• Sensation is multi-modal. We have learned to distinguish at least six kinds—visual, auditory, tactile, gustatory, olfactory, ideational—and, with training, we can identify several more “senses.” At any particular moment, do we attend to one mode or several at once? Do we always have the clear sense that we are perceiving this or that kind of stimulus? It is not obvious that we do. When we talk about “consciousness,” which kind(s) are we talking about? Or are we talking about a mysterious something else?
  • The volume of raw data provided by the senses at any given moment of waking life is more than the higher neural functions can render “conscious,” hence the need for massively parallel and cooperative processing to eliminate what would otherwise be overwhelming redundancy with little value in guiding the actions of the organism. There is no evolutionary need for the human being to know more than a small fraction of what might be immediately sensible. One of the primary tasks of the brain is to convert the torrent of potential information into a manageable and useful stream. What does that fact tell us about the limits of our capacity for awareness?
  • As far as we can tell, consciousness is a menu of more or less complex processes that yield a range of more or less detailed reports. At a minimum it involves, besides sensory inputs, the participation of attention, working memory, various mechanisms for recognizing and comparing patterns, and dispositions to action. From an evolutionary viewpoint, consciousness is integral to the activity of the organism, and action the raison d’être of consciousness. If cognitive and neurological scientists are right about that, then whatever the details we may add to our knowledge of consciousness in future, we can safely exclude from our definition the mythical creature so much honored by mystical tradition, to wit, the eternally featureless, passive non-entity Who, despite those deficiencies, witnesses all.

COMIC-miracle-of-consciousness

A Question about Consciousness (the first of many)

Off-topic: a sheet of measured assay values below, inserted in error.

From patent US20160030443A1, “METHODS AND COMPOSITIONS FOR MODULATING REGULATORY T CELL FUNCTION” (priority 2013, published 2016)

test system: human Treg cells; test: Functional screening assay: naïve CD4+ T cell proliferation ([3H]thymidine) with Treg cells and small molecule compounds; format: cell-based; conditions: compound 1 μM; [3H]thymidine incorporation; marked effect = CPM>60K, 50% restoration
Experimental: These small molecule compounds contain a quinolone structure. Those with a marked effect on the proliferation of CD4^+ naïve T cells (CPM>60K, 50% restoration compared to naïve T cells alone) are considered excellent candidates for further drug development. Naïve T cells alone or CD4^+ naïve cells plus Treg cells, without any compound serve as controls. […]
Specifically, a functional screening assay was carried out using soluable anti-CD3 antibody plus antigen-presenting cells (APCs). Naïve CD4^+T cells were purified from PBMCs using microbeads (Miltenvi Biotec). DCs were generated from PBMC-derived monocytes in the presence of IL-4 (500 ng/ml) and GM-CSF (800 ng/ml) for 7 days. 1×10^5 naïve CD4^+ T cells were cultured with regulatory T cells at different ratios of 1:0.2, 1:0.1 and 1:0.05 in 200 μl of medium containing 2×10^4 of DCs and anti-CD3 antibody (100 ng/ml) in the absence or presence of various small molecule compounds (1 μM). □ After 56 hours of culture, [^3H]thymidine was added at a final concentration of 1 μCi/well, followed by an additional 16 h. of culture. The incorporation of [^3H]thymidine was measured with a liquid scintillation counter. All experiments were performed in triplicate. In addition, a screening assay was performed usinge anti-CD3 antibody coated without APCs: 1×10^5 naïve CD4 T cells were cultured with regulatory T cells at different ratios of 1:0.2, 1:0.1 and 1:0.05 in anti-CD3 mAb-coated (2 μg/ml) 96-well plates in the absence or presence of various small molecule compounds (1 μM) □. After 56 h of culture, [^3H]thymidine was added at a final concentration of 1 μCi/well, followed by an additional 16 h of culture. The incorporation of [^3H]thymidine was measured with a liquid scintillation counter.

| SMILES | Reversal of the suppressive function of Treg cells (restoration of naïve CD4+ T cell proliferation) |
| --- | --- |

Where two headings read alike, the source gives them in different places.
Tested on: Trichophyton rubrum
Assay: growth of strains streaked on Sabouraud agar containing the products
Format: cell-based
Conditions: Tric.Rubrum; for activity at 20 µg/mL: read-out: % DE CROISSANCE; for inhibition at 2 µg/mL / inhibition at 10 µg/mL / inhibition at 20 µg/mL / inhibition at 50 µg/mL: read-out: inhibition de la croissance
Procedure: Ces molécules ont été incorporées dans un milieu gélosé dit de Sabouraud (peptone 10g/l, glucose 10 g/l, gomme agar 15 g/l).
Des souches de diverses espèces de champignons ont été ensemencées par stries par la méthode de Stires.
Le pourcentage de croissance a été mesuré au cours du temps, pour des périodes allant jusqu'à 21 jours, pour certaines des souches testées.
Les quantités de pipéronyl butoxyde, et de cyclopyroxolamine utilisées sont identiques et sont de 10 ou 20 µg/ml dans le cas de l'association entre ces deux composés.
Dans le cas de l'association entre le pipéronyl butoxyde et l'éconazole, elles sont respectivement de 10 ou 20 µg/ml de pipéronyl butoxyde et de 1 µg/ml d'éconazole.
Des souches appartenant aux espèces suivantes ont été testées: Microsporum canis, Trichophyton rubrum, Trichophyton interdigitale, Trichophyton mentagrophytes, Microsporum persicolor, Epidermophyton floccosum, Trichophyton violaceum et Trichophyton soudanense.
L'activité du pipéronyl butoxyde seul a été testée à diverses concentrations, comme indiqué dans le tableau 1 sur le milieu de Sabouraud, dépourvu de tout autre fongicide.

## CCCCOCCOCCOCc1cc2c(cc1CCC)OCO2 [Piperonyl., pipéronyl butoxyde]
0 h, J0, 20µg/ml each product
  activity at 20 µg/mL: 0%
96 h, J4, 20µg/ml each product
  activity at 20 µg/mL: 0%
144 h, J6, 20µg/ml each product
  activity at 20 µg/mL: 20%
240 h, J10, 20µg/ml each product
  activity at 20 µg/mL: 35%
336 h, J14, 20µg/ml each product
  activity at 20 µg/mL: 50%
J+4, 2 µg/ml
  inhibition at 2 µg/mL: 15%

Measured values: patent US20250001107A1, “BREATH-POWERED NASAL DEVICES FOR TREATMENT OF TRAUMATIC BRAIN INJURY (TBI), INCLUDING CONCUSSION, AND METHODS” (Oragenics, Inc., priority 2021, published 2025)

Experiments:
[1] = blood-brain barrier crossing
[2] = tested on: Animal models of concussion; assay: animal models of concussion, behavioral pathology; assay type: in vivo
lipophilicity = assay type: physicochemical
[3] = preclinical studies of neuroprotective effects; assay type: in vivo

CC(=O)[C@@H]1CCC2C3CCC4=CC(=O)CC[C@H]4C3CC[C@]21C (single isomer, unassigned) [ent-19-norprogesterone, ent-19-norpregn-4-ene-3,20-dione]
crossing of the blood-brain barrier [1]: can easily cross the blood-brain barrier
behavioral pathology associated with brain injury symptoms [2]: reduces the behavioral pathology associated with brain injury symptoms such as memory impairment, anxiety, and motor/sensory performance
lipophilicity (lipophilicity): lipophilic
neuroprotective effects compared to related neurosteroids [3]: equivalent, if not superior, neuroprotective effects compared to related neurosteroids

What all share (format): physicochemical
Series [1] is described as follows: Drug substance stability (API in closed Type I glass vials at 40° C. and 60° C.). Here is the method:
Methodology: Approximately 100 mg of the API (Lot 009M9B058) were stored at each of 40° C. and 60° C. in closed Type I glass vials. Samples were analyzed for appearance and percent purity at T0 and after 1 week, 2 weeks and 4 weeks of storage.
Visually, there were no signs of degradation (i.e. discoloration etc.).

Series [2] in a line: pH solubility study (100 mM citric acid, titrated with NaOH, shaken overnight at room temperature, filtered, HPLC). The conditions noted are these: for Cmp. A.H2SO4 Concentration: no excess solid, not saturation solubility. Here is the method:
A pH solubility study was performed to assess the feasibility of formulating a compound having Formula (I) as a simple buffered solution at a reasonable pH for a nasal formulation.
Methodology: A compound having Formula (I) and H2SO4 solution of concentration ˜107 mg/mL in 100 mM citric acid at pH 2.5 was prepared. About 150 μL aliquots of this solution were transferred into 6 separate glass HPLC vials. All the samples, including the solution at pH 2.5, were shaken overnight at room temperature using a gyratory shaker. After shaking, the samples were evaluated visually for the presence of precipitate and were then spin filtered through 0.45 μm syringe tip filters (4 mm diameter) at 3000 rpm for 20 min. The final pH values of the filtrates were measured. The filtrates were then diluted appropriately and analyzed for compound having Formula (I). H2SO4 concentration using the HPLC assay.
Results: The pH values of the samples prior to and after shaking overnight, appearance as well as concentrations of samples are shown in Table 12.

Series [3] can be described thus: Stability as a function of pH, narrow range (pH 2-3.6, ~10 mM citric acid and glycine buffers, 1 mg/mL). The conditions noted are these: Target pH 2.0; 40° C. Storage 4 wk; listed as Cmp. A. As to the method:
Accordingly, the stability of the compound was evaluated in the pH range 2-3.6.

From a reader: In Vedic Science there are seven states of consciousness. Is it appropriate to consider them as just “different” states of consciousness -none of them being “higher” than another?

To the extent I can claim to have grasped the conceptual framework of the seven states or levels of consciousness, it would not seem appropriate to consider the various states as merely different so long as one were looking at them from within the tradition. The system, which has its point of origin in the Upanișads, embodies a hierarchy of values rooted in the identity of Atman (Self with an upper-case “s,” the imperishable world-soul) and Brahman, the Supreme.

Between the the first three of the original four kinds of consciousness—waking, dream, dreamless sleep–and turiya (”the fourth,” pure consciousness so-called), latter-day vedantins interposed the transitional stages of soul-consciousness, cosmic-consciousness, and divine consciousness, which are attained through sādhana, spiritual work. The ultimate goal, turiya or unity consciousness is not a state but the putative background against which phenomena emerge. It is also regarded as the source of experience and the True Self. The notions of spiritual ascent and Self-realization are integral to Vedanta. Similar ideas found their way into post-Așokan Buddhism.

Things are bound to have a very different aspect when we examine the methods of spiritual practice, and the assumptions that undergird them, from a standpoint outside of the tradition. For one thing, we are less likely to ignore evidence that contradicts the words of our teachers. Safely out of range of their blandishments, it makes sense to approach the investigation of consciousness with a minimum of metaphysical prejudice, to put off assigning hierarchical status to particular modes of mental operation as long as possible, and to avoid lazily assigning phenomena to sanctioned categories.